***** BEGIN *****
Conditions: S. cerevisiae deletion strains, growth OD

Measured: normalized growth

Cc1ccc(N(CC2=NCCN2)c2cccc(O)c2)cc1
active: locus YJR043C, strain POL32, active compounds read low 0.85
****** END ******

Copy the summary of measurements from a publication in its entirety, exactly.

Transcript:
Conditions: S. cerevisiae deletion strains, growth OD

Measured: normalized growth

Cc1ccc(N(CC2=NCCN2)c2cccc(O)c2)cc1
active: locus YJR043C, strain POL32, active compounds read low 0.85